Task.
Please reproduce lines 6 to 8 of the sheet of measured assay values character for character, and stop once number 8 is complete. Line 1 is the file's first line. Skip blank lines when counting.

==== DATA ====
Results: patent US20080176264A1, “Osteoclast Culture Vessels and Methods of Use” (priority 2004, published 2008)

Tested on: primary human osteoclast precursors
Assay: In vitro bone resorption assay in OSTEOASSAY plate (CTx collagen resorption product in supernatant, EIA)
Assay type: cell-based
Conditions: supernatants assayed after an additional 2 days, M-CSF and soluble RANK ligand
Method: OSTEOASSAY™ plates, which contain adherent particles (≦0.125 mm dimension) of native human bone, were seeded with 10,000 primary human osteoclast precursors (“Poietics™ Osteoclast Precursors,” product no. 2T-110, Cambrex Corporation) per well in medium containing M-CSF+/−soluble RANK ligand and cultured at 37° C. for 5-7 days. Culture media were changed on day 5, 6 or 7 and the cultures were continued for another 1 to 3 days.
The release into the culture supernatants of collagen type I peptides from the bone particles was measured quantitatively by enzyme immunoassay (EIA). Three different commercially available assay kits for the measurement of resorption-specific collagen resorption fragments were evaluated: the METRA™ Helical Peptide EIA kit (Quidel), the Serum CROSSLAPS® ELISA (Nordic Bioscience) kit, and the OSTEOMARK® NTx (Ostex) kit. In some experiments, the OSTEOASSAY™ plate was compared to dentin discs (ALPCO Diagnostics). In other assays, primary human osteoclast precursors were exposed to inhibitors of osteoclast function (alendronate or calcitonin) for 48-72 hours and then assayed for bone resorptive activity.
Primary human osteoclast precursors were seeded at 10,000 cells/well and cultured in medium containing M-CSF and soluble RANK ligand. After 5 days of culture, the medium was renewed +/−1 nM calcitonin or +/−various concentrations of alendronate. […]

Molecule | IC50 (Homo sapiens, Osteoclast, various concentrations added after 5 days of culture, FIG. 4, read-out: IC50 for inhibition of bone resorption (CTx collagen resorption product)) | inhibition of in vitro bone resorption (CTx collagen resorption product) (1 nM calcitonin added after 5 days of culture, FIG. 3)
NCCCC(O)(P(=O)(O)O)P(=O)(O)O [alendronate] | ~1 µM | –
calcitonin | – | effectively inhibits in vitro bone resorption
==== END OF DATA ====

Method: OSTEOASSAY™ plates, which contain adherent particles (≦0.125 mm dimension) of native human bone, were seeded with 10,000 primary human osteoclast precursors (“Poietics™ Osteoclast Precursors,” product no. 2T-110, Cambrex Corporation) per well in medium containing M-CSF+/−soluble RANK ligand and cultured at 37° C. for 5-7 days. Culture media were changed on day 5, 6 or 7 and the cultures were continued for another 1 to 3 days.
The release into the culture supernatants of collagen type I peptides from the bone particles was measured quantitatively by enzyme immunoassay (EIA). Three different commercially available assay kits for the measurement of resorption-specific collagen resorption fragments were evaluated: the METRA™ Helical Peptide EIA kit (Quidel), the Serum CROSSLAPS® ELISA (Nordic Bioscience) kit, and the OSTEOMARK® NTx (Ostex) kit. In some experiments, the OSTEOASSAY™ plate was compared to dentin discs (ALPCO Diagnostics). In other assays, primary human osteoclast precursors were exposed to inhibitors of osteoclast function (alendronate or calcitonin) for 48-72 hours and then assayed for bone resorptive activity.
Primary human osteoclast precursors were seeded at 10,000 cells/well and cultured in medium containing M-CSF and soluble RANK ligand. After 5 days of culture, the medium was renewed +/−1 nM calcitonin or +/−various concentrations of alendronate. […]